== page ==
Medicine `adds to heart attack risk'

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The Independent Online
A range of top-selling drugs used to treat high blood pressure may increase the risk of a heart attack in some patients, according to a study which has sent share prices plunging and called into question the marketing methods of drug companies.

The American study of more than 2,500 patients foundthose takingdrugs known as calcium channel blockers had a 60 per cent greater risk of heart attack than those on the cheaper beta-blocking drugs or diuretics, also used forhigh blood pressure.

Dr Bruce Psaty, epidemiologist and lead researcher at Washington University, Seattle, said that if 1,000 patients with high blood pressure were treated with diuretics or beta-blockers for one year, about 10 may be expected to have a heart attack. If they were taking calcium channel blockers, the figuremay rise to 16.

The drugs studied included nifedipine, also known as Adalat, which is the world's second best-selling drug with sales in 1993 of more than £1,300m ($2080m);dilitiazem, ninth best-sellerwith sales of more than £950m ($1520m); and verapamil,number 23, on the list andworth more than £600m ($960m)worldwide.

The British Heart Foundation described the study as "interesting" but cautioned that more research was necessary and that patients on these drugs should not stop taking them.

However, the study is forcing doctors to rethink their strategies for treating high blood pressure, which affects 25 per cent ofadultsin the UK - about 14 million people - and isa lucrative medical market.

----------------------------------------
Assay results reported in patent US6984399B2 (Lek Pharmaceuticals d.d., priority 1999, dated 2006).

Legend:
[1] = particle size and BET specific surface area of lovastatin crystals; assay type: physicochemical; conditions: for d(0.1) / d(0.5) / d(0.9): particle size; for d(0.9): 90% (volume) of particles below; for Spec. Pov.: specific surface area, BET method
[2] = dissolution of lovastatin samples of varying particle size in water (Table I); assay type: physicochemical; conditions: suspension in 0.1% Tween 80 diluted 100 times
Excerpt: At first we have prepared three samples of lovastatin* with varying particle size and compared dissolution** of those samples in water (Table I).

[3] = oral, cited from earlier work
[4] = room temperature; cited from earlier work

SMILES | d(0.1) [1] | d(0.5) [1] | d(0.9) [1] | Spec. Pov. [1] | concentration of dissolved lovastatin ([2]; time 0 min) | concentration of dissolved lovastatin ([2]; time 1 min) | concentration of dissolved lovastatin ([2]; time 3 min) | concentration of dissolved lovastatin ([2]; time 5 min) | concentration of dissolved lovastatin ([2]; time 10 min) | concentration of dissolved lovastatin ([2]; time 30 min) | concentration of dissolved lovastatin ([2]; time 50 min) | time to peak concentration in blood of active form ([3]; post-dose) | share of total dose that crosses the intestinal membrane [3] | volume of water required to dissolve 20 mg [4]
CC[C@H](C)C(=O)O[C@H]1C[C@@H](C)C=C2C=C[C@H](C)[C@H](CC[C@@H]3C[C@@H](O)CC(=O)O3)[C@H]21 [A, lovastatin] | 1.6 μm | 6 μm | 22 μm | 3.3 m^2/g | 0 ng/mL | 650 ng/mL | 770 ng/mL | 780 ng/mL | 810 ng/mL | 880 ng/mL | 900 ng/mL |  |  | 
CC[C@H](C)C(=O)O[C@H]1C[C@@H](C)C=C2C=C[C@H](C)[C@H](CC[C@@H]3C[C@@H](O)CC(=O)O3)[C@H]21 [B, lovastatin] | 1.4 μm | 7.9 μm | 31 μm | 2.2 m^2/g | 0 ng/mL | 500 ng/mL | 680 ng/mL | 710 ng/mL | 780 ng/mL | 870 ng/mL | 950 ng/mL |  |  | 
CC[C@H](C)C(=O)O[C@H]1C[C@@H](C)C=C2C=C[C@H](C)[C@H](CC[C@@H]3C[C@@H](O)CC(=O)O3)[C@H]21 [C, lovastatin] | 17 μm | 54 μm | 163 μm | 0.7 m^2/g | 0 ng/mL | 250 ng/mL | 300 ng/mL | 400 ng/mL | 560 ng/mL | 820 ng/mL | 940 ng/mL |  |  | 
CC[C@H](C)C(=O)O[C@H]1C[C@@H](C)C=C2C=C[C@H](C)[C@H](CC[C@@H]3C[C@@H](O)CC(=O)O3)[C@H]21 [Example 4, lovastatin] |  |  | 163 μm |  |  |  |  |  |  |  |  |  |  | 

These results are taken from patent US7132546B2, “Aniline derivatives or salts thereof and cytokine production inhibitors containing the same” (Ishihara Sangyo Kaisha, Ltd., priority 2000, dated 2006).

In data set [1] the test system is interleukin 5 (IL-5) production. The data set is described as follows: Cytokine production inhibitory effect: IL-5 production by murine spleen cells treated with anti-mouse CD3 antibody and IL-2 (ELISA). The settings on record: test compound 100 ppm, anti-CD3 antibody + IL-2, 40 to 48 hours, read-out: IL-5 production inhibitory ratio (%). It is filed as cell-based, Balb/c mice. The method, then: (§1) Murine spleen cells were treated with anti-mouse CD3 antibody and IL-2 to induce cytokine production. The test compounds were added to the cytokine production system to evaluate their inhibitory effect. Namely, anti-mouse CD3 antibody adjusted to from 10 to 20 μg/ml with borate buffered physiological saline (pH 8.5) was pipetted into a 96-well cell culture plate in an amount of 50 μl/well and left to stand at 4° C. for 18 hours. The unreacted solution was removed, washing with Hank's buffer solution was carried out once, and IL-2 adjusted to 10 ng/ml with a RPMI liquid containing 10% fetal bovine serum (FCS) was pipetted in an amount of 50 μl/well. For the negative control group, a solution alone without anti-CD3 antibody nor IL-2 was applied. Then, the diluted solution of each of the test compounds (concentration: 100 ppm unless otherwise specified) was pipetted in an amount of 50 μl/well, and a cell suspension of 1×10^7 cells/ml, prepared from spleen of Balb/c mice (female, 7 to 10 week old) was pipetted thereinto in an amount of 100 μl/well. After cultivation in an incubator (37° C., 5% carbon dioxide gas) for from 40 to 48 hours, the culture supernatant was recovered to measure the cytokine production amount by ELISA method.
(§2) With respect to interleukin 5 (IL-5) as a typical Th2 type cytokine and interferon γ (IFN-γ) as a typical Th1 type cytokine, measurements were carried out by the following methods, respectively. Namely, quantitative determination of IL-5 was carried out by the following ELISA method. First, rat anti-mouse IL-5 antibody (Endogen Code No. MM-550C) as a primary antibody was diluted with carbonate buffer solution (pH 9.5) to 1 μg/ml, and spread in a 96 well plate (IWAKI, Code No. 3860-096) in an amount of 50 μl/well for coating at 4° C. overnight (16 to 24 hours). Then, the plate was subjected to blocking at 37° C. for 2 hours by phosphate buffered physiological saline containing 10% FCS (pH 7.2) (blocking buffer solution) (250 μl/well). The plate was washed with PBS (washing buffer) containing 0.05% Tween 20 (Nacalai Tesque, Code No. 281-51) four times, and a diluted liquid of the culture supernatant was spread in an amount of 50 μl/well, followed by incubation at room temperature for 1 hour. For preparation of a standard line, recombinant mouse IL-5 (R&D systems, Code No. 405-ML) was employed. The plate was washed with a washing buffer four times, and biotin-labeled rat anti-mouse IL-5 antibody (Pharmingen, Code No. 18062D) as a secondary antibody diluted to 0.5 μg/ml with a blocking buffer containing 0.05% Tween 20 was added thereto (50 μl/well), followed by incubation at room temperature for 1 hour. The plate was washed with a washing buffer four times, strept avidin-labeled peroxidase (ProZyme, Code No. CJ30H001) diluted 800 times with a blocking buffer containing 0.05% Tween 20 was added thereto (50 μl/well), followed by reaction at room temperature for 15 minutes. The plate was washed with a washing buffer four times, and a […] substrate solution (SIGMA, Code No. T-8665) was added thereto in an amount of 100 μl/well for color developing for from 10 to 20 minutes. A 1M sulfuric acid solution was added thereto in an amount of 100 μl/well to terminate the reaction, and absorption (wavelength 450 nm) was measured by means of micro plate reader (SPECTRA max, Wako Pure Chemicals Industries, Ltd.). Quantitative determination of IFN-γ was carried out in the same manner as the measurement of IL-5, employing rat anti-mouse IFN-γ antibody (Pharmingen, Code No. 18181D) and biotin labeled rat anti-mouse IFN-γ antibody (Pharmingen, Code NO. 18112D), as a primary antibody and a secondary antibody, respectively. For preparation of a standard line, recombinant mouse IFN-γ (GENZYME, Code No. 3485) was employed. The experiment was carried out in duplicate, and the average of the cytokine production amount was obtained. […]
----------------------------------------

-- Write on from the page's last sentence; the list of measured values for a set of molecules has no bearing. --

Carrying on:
Between 8 and 12 per cent of people will need drug treatment to reduce their risk of stroke, kidney, heart damage and other problems. Calcium channel blockers are increasingly likely to be prescribed, according to John Swales, Professor of Medicine at Leicester University, and authority on hypertension.

Salim Yusuf, Professor of Cardiology at McMaster University, in Hamilton, Canada, believed that the Seattle study had raised real concerns. Calcium channel blockers had gained their market position through a combination of positive marketing, and over-emphasis on the adverse side-effects of diuretics.

Drug manufacturers reacted angrily to the study which was presented at the American Heart Association's annual conference in San Antonio, Texas, last month. According to Scrip, a British pharmaceutical newsletter, they claimed the study was flawed because it failed to distinguish between the effects of underlying disease and those of the drugs.

A spokesman for Bayer, manufacturer of Adalat, said that calcium antagonists have been widely used for high blood pressure and heart pain.

"The efficacy and safety of the drugs have been assessed in many controlled trials," he said.